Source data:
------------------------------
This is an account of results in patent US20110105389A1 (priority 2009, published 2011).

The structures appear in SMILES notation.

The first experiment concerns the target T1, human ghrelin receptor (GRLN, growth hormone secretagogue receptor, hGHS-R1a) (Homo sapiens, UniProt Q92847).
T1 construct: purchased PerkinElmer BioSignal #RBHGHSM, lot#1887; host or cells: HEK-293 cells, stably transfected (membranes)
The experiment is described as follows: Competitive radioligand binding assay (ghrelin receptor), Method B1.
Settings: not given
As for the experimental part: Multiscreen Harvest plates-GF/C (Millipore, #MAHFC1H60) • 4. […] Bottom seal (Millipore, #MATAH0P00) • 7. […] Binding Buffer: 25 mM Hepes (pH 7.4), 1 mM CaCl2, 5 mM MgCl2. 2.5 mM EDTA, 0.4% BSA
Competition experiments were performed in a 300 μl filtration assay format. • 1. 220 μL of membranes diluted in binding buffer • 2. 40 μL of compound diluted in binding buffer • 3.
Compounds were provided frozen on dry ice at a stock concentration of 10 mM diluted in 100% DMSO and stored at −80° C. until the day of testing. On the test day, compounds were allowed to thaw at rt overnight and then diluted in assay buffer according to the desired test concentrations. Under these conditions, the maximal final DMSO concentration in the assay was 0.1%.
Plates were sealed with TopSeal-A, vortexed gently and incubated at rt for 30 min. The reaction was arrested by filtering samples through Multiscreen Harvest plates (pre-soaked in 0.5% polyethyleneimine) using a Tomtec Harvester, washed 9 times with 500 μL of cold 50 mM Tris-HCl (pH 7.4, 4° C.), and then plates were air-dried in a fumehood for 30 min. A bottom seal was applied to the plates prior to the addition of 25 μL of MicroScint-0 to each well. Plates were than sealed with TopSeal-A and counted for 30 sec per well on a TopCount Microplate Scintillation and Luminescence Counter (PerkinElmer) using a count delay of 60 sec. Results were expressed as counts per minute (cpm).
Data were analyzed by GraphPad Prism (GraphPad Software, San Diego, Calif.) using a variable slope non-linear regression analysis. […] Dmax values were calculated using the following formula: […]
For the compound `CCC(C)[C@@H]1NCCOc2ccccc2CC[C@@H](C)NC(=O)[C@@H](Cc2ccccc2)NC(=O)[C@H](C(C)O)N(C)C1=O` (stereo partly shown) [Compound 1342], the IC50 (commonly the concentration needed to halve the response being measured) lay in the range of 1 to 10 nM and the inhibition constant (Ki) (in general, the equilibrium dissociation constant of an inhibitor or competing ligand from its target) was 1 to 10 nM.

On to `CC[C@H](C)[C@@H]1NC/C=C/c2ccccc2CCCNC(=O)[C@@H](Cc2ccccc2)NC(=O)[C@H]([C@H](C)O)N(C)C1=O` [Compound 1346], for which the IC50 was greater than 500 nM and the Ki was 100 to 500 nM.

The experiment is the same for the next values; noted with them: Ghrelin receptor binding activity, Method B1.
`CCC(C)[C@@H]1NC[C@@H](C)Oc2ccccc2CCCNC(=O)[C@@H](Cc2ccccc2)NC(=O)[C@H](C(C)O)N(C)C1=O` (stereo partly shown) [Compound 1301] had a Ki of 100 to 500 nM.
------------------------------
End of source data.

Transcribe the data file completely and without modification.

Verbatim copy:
This is an account of results in patent US20110105389A1 (priority 2009, published 2011).

The structures appear in SMILES notation.

The first experiment concerns the target T1, human ghrelin receptor (GRLN, growth hormone secretagogue receptor, hGHS-R1a) (Homo sapiens, UniProt Q92847).
T1 construct: purchased PerkinElmer BioSignal #RBHGHSM, lot#1887; host or cells: HEK-293 cells, stably transfected (membranes)
The experiment is described as follows: Competitive radioligand binding assay (ghrelin receptor), Method B1.
Settings: not given
As for the experimental part: Multiscreen Harvest plates-GF/C (Millipore, #MAHFC1H60) • 4. […] Bottom seal (Millipore, #MATAH0P00) • 7. […] Binding Buffer: 25 mM Hepes (pH 7.4), 1 mM CaCl2, 5 mM MgCl2. 2.5 mM EDTA, 0.4% BSA
Competition experiments were performed in a 300 μl filtration assay format. • 1. 220 μL of membranes diluted in binding buffer • 2. 40 μL of compound diluted in binding buffer • 3.
Compounds were provided frozen on dry ice at a stock concentration of 10 mM diluted in 100% DMSO and stored at −80° C. until the day of testing. On the test day, compounds were allowed to thaw at rt overnight and then diluted in assay buffer according to the desired test concentrations. Under these conditions, the maximal final DMSO concentration in the assay was 0.1%.
Plates were sealed with TopSeal-A, vortexed gently and incubated at rt for 30 min. The reaction was arrested by filtering samples through Multiscreen Harvest plates (pre-soaked in 0.5% polyethyleneimine) using a Tomtec Harvester, washed 9 times with 500 μL of cold 50 mM Tris-HCl (pH 7.4, 4° C.), and then plates were air-dried in a fumehood for 30 min. A bottom seal was applied to the plates prior to the addition of 25 μL of MicroScint-0 to each well. Plates were than sealed with TopSeal-A and counted for 30 sec per well on a TopCount Microplate Scintillation and Luminescence Counter (PerkinElmer) using a count delay of 60 sec. Results were expressed as counts per minute (cpm).
Data were analyzed by GraphPad Prism (GraphPad Software, San Diego, Calif.) using a variable slope non-linear regression analysis. […] Dmax values were calculated using the following formula: […]
For the compound `CCC(C)[C@@H]1NCCOc2ccccc2CC[C@@H](C)NC(=O)[C@@H](Cc2ccccc2)NC(=O)[C@H](C(C)O)N(C)C1=O` (stereo partly shown) [Compound 1342], the IC50 (commonly the concentration needed to halve the response being measured) lay in the range of 1 to 10 nM and the inhibition constant (Ki) (in general, the equilibrium dissociation constant of an inhibitor or competing ligand from its target) was 1 to 10 nM.

On to `CC[C@H](C)[C@@H]1NC/C=C/c2ccccc2CCCNC(=O)[C@@H](Cc2ccccc2)NC(=O)[C@H]([C@H](C)O)N(C)C1=O` [Compound 1346], for which the IC50 was greater than 500 nM and the Ki was 100 to 500 nM.

The experiment is the same for the next values; noted with them: Ghrelin receptor binding activity, Method B1.
`CCC(C)[C@@H]1NC[C@@H](C)Oc2ccccc2CCCNC(=O)[C@@H](Cc2ccccc2)NC(=O)[C@H](C(C)O)N(C)C1=O` (stereo partly shown) [Compound 1301] had a Ki of 100 to 500 nM.